Ron Slye: There, there may be some schoolchildren that watch this interview . . .
RS: . . . and they may have studied the Rwanda genocide, and learned all the horrible things that happened there . . .
RS: . . . and the people that were involved. And then they’re sort of introduced to you, who are defending these people.
RS: What do you say to them about how you can defend people who are accused of committing such crimes?
Well, well, first of all I think I would say to them that everybody is presumed innocent and until you know the facts about what happened of any situation, you cannot make a judgment.
And to the extent that these people are denied their rights, it means that this, that you who are watching may someday suffer under the same system. To the extent that, you know, that, that you, that someone else is denied his or her rights by the government, by the prosecution’s office representing the state, it will come back to haunt you.
I would also say, and perhaps I can’t say this to schoolchildren that, and I’m saying this as a defense attorney, the issue of genocide is a le-, I look at it too as a legal issue. I accept that there were horrendous massacres and killings of Tutsis and Hutus throughout ’94. My own view is that the word genocide implies that there was a plan, that it wasn’t a spontaneous act.
It wasn’t a spur – it was, it, it was a planned action. That is the thesis of Alison Des Forges in the Prosecution’s office, and I should say, having read judgments and been involved in two cases, I have never seen any evidence of a plan on the part of those who are accused to commit genocide.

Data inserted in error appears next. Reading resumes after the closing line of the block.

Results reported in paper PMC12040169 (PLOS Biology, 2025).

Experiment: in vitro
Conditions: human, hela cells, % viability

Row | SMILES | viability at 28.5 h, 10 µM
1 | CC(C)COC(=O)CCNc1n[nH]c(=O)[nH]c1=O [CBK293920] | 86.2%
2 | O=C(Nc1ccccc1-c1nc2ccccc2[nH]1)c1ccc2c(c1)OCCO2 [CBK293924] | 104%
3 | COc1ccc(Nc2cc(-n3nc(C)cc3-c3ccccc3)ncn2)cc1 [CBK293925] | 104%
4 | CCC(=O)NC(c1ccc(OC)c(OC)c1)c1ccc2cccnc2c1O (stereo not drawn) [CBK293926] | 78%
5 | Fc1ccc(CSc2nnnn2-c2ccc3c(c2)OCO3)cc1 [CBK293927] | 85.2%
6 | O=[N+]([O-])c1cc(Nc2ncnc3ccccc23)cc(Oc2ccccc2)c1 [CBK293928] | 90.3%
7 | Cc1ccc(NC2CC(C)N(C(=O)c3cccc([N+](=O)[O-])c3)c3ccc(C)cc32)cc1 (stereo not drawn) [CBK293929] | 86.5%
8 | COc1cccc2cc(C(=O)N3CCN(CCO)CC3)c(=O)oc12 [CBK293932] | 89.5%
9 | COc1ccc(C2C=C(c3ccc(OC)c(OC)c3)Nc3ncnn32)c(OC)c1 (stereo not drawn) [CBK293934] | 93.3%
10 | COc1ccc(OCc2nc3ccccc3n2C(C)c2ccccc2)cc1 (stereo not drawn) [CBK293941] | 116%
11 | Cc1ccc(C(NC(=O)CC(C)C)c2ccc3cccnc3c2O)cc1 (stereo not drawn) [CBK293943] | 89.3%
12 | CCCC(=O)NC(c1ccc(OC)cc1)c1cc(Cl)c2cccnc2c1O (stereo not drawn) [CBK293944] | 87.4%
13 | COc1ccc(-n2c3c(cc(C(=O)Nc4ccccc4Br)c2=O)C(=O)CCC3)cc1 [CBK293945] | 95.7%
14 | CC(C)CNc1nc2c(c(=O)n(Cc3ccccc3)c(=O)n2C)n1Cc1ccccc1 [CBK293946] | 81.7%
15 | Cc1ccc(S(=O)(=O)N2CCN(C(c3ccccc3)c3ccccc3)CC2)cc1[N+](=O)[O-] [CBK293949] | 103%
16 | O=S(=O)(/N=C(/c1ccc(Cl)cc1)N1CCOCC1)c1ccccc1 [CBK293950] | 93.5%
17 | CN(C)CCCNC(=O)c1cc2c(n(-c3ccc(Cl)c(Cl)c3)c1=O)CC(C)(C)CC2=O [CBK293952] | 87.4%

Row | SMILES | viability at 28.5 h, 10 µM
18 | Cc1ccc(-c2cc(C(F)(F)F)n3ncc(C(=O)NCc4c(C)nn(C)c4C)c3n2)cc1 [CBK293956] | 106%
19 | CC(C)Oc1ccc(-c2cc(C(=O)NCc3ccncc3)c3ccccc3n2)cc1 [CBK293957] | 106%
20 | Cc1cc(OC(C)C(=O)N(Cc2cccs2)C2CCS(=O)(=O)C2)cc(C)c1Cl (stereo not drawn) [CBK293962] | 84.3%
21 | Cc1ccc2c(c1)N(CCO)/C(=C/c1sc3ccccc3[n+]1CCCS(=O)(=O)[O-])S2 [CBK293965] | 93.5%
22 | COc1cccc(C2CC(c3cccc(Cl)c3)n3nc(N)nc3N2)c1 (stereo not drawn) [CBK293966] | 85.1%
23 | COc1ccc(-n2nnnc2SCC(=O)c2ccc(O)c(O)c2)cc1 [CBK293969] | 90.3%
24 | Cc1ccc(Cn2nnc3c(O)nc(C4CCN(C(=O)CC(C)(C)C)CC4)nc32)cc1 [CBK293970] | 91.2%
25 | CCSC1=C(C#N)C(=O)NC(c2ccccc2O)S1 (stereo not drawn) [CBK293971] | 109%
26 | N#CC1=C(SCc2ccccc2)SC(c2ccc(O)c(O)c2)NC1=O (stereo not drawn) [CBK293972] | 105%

And I want to say that, because genocide is loosely used. That is not at all to mitigate the horrors or the tragedies faced by all of the people, but I think genocide connotes in large part also an emotional reaction. I believe that under some systems, there was a plan, you know. I think in the case of Germany there was a plan against all of the peoples that were murdered.
And (_), in the apartheid regime planned, and they documented apartheid. There has been no documentation provided by the prosecution as proof of a plan so that I think that the, th-, that that’s just important because I think that when people look at the issues, that ha-, that point has to be addressed although I understand that the word is used as in a general term, although it has a particular legal sense, you know, in our cases as well.
But I think that, I think that, that we need to think how we use it and what we mean, you know, by that also – because I think it’s, it's, that the verdict is, all, the, the, all pieces of, to, to make that decision are not in yet.